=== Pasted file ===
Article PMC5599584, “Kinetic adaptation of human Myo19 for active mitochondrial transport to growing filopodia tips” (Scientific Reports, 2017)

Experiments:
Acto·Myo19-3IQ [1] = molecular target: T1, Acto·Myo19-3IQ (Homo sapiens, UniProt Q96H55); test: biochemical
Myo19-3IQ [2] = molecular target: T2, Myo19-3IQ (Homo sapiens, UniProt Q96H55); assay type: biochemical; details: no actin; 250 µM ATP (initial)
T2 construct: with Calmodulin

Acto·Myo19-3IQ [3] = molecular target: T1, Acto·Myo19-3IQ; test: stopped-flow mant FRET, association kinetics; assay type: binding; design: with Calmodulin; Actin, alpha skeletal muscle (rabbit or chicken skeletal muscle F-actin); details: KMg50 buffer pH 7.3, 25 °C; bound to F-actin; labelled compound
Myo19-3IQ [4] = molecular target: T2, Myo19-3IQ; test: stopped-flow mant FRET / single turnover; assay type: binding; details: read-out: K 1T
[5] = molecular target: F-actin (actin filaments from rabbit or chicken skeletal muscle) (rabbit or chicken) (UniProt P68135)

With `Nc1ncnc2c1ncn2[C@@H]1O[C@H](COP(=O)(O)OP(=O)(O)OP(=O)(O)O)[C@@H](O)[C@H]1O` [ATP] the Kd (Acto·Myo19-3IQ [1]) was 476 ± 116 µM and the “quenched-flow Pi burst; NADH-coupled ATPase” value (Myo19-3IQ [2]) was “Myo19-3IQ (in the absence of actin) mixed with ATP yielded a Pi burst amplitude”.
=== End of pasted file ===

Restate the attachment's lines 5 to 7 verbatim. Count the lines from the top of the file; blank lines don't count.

T2 construct: with Calmodulin

Acto·Myo19-3IQ [3] = molecular target: T1, Acto·Myo19-3IQ; test: stopped-flow mant FRET, association kinetics; assay type: binding; design: with Calmodulin; Actin, alpha skeletal muscle (rabbit or chicken skeletal muscle F-actin); details: KMg50 buffer pH 7.3, 25 °C; bound to F-actin; labelled compound
Myo19-3IQ [4] = molecular target: T2, Myo19-3IQ; test: stopped-flow mant FRET / single turnover; assay type: binding; details: read-out: K 1T